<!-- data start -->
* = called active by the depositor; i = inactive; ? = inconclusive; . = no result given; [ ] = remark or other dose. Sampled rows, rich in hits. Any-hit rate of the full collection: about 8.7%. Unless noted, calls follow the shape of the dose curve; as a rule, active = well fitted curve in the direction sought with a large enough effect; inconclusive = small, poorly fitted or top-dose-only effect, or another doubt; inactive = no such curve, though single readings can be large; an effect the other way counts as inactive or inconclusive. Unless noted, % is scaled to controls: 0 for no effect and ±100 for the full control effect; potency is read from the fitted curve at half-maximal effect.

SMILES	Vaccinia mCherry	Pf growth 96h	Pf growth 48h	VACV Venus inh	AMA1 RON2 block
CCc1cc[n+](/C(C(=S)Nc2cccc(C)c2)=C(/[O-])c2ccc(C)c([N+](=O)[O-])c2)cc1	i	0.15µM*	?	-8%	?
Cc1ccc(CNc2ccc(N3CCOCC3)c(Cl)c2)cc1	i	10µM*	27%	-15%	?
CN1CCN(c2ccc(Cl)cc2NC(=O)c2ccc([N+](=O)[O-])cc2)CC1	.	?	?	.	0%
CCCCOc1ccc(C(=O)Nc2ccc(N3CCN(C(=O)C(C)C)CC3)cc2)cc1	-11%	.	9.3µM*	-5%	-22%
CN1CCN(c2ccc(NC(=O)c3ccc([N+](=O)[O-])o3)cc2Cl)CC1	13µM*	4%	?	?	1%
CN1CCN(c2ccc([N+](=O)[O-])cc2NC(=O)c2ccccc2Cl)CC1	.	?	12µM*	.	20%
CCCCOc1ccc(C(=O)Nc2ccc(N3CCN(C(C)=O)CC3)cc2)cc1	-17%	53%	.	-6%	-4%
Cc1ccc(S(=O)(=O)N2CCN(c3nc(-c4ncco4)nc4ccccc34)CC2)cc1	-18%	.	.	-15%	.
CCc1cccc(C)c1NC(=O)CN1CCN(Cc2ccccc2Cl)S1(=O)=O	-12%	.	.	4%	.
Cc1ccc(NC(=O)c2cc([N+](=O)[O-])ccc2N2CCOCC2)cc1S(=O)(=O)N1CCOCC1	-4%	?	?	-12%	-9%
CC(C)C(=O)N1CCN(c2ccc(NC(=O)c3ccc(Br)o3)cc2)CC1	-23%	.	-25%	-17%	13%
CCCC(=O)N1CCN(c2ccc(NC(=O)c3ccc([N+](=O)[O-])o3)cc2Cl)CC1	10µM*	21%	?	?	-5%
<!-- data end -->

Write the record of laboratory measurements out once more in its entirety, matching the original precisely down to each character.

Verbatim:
* = called active by the depositor; i = inactive; ? = inconclusive; . = no result given; [ ] = remark or other dose. Sampled rows, rich in hits. Any-hit rate of the full collection: about 8.7%. Unless noted, calls follow the shape of the dose curve; as a rule, active = well fitted curve in the direction sought with a large enough effect; inconclusive = small, poorly fitted or top-dose-only effect, or another doubt; inactive = no such curve, though single readings can be large; an effect the other way counts as inactive or inconclusive. Unless noted, % is scaled to controls: 0 for no effect and ±100 for the full control effect; potency is read from the fitted curve at half-maximal effect.

SMILES	Vaccinia mCherry	Pf growth 96h	Pf growth 48h	VACV Venus inh	AMA1 RON2 block
CCc1cc[n+](/C(C(=S)Nc2cccc(C)c2)=C(/[O-])c2ccc(C)c([N+](=O)[O-])c2)cc1	i	0.15µM*	?	-8%	?
Cc1ccc(CNc2ccc(N3CCOCC3)c(Cl)c2)cc1	i	10µM*	27%	-15%	?
CN1CCN(c2ccc(Cl)cc2NC(=O)c2ccc([N+](=O)[O-])cc2)CC1	.	?	?	.	0%
CCCCOc1ccc(C(=O)Nc2ccc(N3CCN(C(=O)C(C)C)CC3)cc2)cc1	-11%	.	9.3µM*	-5%	-22%
CN1CCN(c2ccc(NC(=O)c3ccc([N+](=O)[O-])o3)cc2Cl)CC1	13µM*	4%	?	?	1%
CN1CCN(c2ccc([N+](=O)[O-])cc2NC(=O)c2ccccc2Cl)CC1	.	?	12µM*	.	20%
CCCCOc1ccc(C(=O)Nc2ccc(N3CCN(C(C)=O)CC3)cc2)cc1	-17%	53%	.	-6%	-4%
Cc1ccc(S(=O)(=O)N2CCN(c3nc(-c4ncco4)nc4ccccc34)CC2)cc1	-18%	.	.	-15%	.
CCc1cccc(C)c1NC(=O)CN1CCN(Cc2ccccc2Cl)S1(=O)=O	-12%	.	.	4%	.
Cc1ccc(NC(=O)c2cc([N+](=O)[O-])ccc2N2CCOCC2)cc1S(=O)(=O)N1CCOCC1	-4%	?	?	-12%	-9%
CC(C)C(=O)N1CCN(c2ccc(NC(=O)c3ccc(Br)o3)cc2)CC1	-23%	.	-25%	-17%	13%
CCCC(=O)N1CCN(c2ccc(NC(=O)c3ccc([N+](=O)[O-])o3)cc2Cl)CC1	10µM*	21%	?	?	-5%